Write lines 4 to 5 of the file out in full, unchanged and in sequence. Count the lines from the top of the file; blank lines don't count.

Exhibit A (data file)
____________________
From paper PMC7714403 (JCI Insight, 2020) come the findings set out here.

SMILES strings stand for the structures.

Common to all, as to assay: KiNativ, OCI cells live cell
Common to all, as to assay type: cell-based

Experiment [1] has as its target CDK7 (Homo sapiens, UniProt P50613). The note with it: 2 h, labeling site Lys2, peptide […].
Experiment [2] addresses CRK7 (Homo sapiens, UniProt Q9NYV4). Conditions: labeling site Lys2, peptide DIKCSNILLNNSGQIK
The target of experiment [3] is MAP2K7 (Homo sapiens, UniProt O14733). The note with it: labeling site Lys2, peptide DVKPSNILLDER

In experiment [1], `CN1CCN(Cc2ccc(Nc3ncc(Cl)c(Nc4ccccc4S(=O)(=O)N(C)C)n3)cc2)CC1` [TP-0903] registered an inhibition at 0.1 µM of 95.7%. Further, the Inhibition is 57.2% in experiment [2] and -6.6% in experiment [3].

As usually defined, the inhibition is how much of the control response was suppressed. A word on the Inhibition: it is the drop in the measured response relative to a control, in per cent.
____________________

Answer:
Common to all, as to assay type: cell-based

Experiment [1] has as its target CDK7 (Homo sapiens, UniProt P50613). The note with it: 2 h, labeling site Lys2, peptide […].